The nonprofit organization behind the beloved children's show "Sesame Street" is weighing in on a question that has sparked debates for decades: Are Bert and Ernie a gay couple?
The answer: Nope, they're puppets, Sesame Workshop said in a statement Tuesday.
"As we have always said, Bert and Ernie are best friends," the statement said. "They were created to teach preschoolers that people can be good friends with those who are very different from themselves. Even though they are identified as male characters and possess many human characteristics (as most 'Sesame Street' Muppets do), they remain puppets, and do not have a sexual orientation."
Hours later, the organization added: "'Sesame Street' has always stood for inclusion and acceptance. It's a place where people of all cultures and backgrounds are welcome. Bert and Ernie were created to be best friends, and to teach young children that people can get along with those who are very different from themselves."
The comments came days after former "Sesame Street" writer Mark Saltzman gave a much different answer to the same question.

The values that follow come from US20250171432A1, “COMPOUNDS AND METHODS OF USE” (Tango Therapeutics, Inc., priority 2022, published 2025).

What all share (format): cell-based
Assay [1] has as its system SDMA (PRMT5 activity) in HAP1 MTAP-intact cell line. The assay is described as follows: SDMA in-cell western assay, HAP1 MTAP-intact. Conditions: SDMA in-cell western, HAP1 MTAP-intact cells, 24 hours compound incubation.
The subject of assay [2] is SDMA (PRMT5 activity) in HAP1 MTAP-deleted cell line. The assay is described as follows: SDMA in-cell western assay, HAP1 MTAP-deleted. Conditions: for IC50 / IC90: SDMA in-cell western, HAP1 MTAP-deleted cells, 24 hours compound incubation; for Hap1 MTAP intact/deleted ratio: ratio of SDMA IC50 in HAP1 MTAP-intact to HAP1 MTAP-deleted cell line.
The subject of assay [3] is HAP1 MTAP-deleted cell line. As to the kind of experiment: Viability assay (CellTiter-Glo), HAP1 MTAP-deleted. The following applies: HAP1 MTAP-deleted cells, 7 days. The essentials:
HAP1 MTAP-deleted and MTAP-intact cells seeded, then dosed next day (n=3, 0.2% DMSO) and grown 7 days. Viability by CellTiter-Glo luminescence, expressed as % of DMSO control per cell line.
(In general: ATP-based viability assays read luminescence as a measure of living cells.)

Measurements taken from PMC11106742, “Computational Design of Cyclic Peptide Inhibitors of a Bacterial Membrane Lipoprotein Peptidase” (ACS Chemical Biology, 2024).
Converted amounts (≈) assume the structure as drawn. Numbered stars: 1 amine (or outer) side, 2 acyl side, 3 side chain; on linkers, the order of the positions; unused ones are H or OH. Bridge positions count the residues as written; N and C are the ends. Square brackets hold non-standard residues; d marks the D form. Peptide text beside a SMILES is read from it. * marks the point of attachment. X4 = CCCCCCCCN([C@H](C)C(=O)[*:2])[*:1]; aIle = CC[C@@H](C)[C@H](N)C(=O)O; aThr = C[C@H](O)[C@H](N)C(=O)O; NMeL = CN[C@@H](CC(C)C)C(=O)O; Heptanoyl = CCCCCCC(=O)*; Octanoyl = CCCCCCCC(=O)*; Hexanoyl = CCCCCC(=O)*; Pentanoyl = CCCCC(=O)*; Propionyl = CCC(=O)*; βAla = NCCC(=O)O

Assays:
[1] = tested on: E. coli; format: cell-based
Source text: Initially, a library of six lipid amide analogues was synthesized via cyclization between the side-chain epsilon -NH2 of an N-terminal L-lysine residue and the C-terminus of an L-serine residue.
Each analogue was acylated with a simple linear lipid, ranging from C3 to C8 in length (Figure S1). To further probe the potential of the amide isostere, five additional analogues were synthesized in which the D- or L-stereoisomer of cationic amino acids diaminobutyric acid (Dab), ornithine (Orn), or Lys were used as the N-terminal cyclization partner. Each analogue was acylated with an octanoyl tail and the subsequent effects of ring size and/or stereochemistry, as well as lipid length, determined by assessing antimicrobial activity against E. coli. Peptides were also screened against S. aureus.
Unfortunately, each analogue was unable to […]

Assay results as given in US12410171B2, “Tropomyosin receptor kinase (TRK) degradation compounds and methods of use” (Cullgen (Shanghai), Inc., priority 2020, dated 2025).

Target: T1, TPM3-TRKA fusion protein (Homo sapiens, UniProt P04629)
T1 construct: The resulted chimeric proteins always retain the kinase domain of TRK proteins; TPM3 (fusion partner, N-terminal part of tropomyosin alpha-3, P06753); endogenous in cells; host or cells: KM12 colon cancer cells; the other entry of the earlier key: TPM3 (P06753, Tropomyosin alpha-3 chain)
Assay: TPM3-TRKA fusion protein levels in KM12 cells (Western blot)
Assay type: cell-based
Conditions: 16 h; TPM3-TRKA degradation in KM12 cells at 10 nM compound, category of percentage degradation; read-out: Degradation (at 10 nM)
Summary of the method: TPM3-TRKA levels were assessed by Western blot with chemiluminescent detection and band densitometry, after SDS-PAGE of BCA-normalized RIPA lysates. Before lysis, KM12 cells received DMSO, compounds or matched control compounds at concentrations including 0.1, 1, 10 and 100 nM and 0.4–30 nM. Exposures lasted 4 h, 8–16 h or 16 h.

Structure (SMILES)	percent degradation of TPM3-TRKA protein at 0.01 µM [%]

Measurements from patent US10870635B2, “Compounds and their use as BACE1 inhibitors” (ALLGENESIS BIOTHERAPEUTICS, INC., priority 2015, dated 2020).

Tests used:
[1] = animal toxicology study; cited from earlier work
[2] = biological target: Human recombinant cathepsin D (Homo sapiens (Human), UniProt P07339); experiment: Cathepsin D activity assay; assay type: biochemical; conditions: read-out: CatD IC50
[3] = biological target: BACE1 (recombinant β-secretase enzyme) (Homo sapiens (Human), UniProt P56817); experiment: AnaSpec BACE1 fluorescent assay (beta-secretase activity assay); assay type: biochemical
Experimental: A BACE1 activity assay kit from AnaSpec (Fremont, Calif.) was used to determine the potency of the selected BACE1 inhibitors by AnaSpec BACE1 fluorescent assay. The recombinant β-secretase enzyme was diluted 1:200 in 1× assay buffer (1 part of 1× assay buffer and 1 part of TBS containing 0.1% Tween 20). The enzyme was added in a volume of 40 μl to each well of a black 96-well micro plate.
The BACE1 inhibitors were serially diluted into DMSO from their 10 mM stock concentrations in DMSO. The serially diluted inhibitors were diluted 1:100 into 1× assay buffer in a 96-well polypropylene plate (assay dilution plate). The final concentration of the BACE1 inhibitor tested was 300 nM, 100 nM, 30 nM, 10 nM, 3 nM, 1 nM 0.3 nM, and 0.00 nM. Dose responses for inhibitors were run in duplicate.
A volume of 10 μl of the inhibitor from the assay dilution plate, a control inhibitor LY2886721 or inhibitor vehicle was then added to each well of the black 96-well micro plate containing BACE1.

"I always felt that without a huge agenda, when I was writing Bert and Ernie, they were," Saltzman, who wrote for the show in the mid '80s through the late '90s, said in an article published Sunday by gay news site Queerty. "I didn't have any other way to contextualize them."
Saltzman said he drew from experiences with his own partner, Arnold Glassman, while writing some of the sketches. Glassman died in 2003.
"I don't think I'd know how else to write them but as a loving couple," Saltzman added.
Saltzman's comments quickly went viral on social media, drawing both praise and criticism.
Frank Oz, who created Bert, soon offered his own take.
"It seems Mr. Mark Saltzman was asked if Bert & Ernie are gay," Oz tweeted Tuesday afternoon. "It's fine that he feels they are. They're not, of course. But why that question? Does it really matter? Why the need to define people as only gay? There's much more to a human being than just straightness or gayness."
"As a writer, you just bring what you know into your work," he told the Times.
"Somehow, in the uproar, that turned into Bert and Ernie being gay," he added. "There is a difference."
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